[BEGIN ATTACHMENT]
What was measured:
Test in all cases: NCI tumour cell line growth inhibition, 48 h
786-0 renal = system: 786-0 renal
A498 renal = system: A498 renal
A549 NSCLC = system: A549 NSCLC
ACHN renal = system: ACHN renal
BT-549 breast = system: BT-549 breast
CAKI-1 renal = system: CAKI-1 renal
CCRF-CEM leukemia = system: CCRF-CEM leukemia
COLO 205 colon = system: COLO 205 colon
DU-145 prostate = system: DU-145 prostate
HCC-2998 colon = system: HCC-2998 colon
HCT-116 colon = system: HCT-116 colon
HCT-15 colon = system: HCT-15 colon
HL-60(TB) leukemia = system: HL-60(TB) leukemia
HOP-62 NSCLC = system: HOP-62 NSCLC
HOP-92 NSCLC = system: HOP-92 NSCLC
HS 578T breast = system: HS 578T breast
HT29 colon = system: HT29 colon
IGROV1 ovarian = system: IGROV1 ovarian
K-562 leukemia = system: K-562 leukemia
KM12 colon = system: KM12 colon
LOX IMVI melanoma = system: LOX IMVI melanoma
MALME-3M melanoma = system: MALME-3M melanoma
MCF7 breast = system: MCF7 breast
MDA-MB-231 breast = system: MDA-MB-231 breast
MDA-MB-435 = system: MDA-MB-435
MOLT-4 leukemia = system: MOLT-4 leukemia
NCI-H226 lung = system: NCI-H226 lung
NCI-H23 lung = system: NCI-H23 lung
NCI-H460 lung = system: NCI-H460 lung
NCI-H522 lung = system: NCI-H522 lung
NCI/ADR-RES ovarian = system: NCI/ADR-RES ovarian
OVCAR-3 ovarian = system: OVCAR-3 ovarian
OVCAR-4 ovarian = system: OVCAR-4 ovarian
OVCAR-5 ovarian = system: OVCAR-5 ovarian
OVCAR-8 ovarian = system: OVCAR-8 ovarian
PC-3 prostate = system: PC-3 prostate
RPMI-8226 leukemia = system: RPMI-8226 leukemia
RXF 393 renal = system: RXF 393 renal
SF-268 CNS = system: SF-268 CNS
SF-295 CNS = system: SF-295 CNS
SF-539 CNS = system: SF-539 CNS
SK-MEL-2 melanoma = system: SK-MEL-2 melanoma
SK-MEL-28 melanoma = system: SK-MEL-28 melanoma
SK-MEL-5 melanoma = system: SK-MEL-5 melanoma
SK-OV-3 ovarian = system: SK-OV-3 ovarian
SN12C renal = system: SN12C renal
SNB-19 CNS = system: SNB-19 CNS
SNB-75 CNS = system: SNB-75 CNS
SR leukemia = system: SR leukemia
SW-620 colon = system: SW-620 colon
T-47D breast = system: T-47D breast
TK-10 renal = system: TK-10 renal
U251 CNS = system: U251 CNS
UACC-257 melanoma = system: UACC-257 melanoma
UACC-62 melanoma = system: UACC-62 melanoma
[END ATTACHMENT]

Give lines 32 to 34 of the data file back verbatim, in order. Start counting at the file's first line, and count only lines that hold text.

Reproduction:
NCI-H522 lung = system: NCI-H522 lung
NCI/ADR-RES ovarian = system: NCI/ADR-RES ovarian
OVCAR-3 ovarian = system: OVCAR-3 ovarian